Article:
The Tasmanian Devil is a carnivorous marsupial that lives in the wild exclusively in the state of Tasmania in Australia. The species has been described as endangered since the 1980's, which posits ecological threats to Tasmania, as the devils manage the burgeoning feral cat and red fox populations. Joeys are born extremely underdeveloped, completely lacking an immune system. They spend the first weeks of their lives inside the mother's pouch- which is a rather unsanitary environment. To protect against fungi and bacteria inside the pouch, mothers' milk contains powerful cathelicidins, immune compounds produced by mammalian immune systems. While humans only have one form of these powerful antimicrobial peptides, Tasmanian Devils have six! Researchers at the University of Sydney milked captive devils at Devil Ark Conservancy in Tasmania and recreated the six cathelicidins to test against 25 bacterias and 6 fungi. The fifth cathelcidin wiped out MRSA and the bacteria that causes infant meningitis. Using these artificial peptides to fight antibiotic-resistant strains may be utilized by pharmaceutical companies in the next few years.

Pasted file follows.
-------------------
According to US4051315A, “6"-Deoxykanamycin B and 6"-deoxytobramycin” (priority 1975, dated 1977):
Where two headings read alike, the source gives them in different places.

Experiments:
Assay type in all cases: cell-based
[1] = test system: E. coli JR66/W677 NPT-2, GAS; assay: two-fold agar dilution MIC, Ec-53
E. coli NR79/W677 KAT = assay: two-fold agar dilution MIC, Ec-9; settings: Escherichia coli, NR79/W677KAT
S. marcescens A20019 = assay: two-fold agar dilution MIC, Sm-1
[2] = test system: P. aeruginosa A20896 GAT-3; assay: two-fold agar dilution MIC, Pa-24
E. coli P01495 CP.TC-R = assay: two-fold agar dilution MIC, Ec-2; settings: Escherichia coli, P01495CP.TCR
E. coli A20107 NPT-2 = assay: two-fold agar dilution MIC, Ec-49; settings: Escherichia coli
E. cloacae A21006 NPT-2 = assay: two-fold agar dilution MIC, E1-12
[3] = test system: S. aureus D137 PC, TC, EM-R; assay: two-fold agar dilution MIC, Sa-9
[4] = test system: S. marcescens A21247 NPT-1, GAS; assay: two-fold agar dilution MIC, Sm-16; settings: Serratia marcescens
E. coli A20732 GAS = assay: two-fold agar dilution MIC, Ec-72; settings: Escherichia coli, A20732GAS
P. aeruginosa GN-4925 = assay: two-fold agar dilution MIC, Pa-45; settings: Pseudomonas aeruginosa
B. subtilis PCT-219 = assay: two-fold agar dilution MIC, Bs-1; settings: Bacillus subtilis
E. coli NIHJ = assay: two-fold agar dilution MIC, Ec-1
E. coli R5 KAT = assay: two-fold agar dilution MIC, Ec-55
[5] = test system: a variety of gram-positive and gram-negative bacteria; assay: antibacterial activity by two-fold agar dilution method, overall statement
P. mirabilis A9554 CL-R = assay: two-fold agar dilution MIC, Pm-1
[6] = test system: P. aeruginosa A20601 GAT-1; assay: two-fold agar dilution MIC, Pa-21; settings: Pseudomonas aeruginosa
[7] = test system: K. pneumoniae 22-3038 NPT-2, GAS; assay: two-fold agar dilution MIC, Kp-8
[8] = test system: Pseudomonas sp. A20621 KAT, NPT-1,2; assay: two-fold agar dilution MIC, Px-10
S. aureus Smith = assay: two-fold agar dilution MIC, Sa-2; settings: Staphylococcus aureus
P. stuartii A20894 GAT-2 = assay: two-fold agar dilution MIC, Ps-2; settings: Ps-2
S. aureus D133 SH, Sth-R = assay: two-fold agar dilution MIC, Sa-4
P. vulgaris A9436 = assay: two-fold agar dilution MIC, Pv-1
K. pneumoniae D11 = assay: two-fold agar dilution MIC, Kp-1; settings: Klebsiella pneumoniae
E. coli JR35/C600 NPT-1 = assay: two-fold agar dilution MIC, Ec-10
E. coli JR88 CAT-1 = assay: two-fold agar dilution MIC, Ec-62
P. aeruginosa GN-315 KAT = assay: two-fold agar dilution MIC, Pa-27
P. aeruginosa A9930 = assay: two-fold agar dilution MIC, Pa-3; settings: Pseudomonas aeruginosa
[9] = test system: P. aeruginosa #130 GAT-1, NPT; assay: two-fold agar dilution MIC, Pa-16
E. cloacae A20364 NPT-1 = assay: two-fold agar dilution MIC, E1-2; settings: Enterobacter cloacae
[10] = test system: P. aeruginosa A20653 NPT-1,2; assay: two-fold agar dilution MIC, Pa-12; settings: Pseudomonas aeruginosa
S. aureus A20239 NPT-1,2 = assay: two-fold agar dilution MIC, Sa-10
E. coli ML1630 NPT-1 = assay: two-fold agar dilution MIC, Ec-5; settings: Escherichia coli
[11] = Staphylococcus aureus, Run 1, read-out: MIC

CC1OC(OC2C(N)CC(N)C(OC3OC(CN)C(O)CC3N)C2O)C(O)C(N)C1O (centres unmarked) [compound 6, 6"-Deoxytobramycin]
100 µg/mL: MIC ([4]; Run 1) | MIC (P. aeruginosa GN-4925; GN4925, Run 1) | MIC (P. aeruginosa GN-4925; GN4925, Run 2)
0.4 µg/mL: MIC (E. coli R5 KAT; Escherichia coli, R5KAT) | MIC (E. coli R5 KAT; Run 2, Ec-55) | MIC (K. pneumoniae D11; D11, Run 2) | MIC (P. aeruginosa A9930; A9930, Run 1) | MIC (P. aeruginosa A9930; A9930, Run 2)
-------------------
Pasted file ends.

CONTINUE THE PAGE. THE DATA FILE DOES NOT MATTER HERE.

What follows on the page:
Peel, E. et al. Cathelicidins in the Tasmanian devil (Sarcophilus harrisii). Sci. Rep. 6, 35019; doi: 10.1038/srep35019 (2016).